Swinging the Planet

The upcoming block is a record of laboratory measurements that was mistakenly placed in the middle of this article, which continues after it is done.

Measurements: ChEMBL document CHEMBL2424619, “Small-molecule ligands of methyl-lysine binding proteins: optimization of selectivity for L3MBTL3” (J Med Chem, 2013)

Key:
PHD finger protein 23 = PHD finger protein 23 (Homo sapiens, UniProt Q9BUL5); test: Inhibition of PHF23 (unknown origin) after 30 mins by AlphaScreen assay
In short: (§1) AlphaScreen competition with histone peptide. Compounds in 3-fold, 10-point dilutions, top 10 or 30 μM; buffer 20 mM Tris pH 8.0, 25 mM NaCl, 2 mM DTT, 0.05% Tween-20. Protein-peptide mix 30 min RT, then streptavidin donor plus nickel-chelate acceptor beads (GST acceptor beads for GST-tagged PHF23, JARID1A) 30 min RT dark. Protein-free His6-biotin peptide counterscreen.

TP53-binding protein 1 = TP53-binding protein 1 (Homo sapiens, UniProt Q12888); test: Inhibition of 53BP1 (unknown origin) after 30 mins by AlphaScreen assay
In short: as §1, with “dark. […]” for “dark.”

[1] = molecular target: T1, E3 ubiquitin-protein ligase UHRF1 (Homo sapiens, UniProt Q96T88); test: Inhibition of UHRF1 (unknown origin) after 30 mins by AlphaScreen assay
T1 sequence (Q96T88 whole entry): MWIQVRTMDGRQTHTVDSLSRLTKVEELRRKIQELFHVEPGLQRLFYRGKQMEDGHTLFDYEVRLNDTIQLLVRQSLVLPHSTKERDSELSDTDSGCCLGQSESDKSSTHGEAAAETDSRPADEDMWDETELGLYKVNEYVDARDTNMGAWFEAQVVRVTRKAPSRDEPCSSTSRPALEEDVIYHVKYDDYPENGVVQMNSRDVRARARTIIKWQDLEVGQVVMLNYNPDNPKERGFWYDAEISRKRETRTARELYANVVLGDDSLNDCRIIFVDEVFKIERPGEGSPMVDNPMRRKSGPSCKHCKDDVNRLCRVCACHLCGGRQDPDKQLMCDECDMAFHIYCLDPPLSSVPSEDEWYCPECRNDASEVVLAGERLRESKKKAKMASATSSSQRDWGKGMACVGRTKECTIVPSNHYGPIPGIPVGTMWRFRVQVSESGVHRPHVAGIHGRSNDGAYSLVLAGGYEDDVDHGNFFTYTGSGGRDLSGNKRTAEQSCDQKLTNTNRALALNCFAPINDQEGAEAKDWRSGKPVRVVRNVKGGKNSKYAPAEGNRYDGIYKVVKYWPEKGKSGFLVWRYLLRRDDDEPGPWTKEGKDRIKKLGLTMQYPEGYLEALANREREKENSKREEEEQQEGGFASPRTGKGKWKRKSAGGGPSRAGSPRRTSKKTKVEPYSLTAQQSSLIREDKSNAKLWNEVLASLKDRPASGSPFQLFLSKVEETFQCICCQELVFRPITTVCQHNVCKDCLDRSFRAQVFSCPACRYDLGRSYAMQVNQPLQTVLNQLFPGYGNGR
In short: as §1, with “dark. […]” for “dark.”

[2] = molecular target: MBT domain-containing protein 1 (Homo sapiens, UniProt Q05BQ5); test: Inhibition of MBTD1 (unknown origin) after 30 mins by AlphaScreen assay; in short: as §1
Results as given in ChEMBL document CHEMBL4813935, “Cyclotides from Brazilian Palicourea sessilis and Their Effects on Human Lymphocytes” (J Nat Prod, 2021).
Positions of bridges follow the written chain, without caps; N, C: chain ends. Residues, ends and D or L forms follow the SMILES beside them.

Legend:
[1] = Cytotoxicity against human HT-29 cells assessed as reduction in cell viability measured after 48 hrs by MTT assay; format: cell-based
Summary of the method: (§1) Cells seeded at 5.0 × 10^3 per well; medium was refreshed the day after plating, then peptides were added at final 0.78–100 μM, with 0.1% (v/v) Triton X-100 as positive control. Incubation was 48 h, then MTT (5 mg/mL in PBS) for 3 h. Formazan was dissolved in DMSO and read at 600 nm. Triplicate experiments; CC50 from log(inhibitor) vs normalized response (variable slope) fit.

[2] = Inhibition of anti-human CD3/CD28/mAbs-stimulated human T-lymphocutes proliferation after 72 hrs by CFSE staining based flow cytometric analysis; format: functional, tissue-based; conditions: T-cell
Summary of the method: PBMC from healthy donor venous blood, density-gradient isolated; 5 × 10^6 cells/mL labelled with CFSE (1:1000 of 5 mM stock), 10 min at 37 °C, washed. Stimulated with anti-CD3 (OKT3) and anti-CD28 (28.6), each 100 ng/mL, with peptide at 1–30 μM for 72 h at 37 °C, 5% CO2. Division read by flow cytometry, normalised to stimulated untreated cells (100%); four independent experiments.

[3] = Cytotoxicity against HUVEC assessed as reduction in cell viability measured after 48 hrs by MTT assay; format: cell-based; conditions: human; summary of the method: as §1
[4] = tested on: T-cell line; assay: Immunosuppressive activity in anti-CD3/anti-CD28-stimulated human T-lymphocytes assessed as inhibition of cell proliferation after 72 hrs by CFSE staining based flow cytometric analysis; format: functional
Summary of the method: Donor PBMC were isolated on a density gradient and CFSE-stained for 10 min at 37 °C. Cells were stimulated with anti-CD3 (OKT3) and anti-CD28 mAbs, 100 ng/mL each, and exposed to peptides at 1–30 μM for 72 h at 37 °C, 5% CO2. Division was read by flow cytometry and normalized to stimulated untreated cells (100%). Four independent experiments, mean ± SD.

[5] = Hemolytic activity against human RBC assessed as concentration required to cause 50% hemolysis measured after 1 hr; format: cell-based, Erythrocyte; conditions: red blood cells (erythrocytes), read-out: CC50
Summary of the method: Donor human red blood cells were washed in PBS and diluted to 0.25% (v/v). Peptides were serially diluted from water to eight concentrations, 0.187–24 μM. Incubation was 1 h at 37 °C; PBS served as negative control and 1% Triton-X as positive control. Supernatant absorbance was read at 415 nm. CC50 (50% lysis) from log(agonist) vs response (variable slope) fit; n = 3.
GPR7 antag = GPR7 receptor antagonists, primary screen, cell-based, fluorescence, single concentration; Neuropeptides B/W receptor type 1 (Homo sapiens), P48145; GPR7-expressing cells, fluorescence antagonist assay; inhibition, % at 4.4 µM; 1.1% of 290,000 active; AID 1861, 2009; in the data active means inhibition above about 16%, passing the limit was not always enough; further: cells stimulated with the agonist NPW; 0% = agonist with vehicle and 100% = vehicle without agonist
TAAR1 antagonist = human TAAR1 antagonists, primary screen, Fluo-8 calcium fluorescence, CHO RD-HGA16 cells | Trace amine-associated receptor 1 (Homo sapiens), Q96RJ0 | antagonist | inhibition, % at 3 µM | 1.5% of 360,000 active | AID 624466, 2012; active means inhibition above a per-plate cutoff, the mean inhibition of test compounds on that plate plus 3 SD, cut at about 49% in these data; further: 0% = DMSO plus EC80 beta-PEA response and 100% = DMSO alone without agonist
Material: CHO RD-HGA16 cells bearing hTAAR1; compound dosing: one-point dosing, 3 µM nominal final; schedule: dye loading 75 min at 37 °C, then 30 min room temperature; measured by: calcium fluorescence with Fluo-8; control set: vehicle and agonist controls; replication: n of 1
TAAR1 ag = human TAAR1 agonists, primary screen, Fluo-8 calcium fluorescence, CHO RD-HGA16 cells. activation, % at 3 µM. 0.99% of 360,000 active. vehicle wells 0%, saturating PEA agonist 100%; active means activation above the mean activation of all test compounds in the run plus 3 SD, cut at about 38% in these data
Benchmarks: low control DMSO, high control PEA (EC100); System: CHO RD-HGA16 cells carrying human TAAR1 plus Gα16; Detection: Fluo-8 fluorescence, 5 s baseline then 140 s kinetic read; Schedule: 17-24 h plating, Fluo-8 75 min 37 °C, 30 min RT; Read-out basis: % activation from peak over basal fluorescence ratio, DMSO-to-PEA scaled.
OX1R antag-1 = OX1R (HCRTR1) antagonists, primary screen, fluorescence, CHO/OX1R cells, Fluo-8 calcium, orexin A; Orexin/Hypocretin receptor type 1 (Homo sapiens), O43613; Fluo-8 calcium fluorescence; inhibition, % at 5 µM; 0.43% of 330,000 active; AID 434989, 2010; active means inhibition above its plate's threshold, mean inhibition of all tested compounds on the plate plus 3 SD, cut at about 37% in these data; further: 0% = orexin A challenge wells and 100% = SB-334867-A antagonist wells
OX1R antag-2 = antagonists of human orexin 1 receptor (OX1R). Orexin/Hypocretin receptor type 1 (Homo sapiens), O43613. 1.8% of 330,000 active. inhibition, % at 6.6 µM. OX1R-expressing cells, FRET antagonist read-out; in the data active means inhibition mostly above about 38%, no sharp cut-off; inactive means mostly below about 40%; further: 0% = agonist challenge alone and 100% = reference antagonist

Although it lies at the foundation of jazz, the term "swing" consistently resists definition. Most people think of swing as a rhythmic phenomenon, the way a steady tempo juxtaposes against actual durations and accents a musician plays against that fixed pulse. Of course, that's only one facet of the magic. Swing relies on the individual musician's ability to propel each note with timbre, intonation, attack or vibrato. And to really make it work, each player must do all that in concert with the rest of the band. Swing also refers to a particular era in the history of jazz, starting in the 1930s and continuing through World War Two. The swinging big bands led by Duke Ellington, Count Basie, Glenn Miller, Fletcher Henderson, Artie Shaw and Benny Goodman were dance bands first and foremost. But that was then and this is now and in the Nineties, big bands play primarily for a listening audience. Their crowds want to hear the sections swing and the soloists soar--they're not there to dance. As you might expect, the Gap Mangione Big Band can swing with the best of them. As a Nineties aggregation, however, the orchestra's varied repertoire satisfies many tastes and appears designed mainly to entertain a sophisticated jazz audience. These fans appreciate improvisation. They sway to the Latin rhythms. They dig the be bop edge. The opening cut of Planet Gap (Cafe Records) offers a glimpse of swing's secret as the 19-piece band merrily swings a normally-non-swinging standard, "Take Me Out to the Ballgame." From there, it's off to the races as Gap Mangione--the consummate pianist, bandleader and arranger--stakes claim to a wide swath of jazz territory on these 12 terrific tracks. "Groovin' for Nat" kicks off with Mangione's piano giving way to Andy Weinzler's boppish tenor sax and Jeff Jarvis' toneful trumpet before the bandleader's sweeter keyboard takes it home. Mangione's arrangement of Gerry Mulligan's 1953 composition "Bernie's Tune" incorporates two of his most prevalent preferences: be bop stylings and Latin rhythms. Longtime Mangione sideman Gerry Niewood brightens "Bernie" with a fanciful flute solo and later blows a declarative baritone sax on Horace Silver's be bop standard, "Doodlin.'" Mangione balances the bop with several ballads, masterfully arranged as the sections lay down a powerful bed from which the soloists rise and stretch out, comfortably embracing the slow tempos. This approach is pleasingly evident on Thelonius Monk's classic "'Round Midnight," featuring Pat LaBarbera on tenor, Bob Kalwas on bass trombone and Jarvis on flugelhorn. Mangione co-arranged "Coat Check Cathy" with its composer Tim Torrance, and saxophones scream excitedly through the 9-and-a-half-minute track as the reeds lead the way to "Cathy's" dark charms. Sensual singer Cindy Miller vocalizes Mangione's original song, "My Favorite Dream," which, the lyrics indicate, is a reverie "equal parts of love and music." The 8-and-a-half minute arrangement also mirrors nocturnal musings, shifting from a straight ballad into another Caribbean-influenced opus propelled by Dan Schmitt's guitar and Weinzler's tenor. Except for "The Gap Theme," an r'n'b-like break tune which concludes the set, Mangione has grouped his own numbers -- and one written by his famous brother Chuck -- in the middle of the disc. Gap's "Favorite Dream" is followed by Chuck's "Rochester, My Sweet Home," a lovely instrumental sparked by Gap's electric piano, complemented by elegantly-stated section lines and Weinzler's reflective soprano sax. "Calypso for Janet," dedicated to the bandleader's beloved wife, takes the orchestra on another island foray with a percussion and horn-driven arrangement that Tito Puente would envy. Then it's back to bop with Charlie Parker's "Au Privave." The rhythm section -- drummer Steve Gadd and bassist John Patitucci -- shines here, along with brassman Jarvis, who often seems to echo Chuck Mangione's distinctive horn style, bittersweet and always swinging. Produced by Gap Mangione and recorded by engineer Larry Swist at Trackmaster Audio in Buffalo, Planet Gap's overall sound shimmers with a bright, trebly quality that should make this disc a favorite of jazz radio programmers across the country. Russ Tarby is Senior Editor covering books and music for the Syracuse New Times in upstate New York. His book reviews won First Place for Best Arts Criticism in the under 55,000 circulation category of the 1997 Association of Alternative Newsweeklies Editorial Awards.

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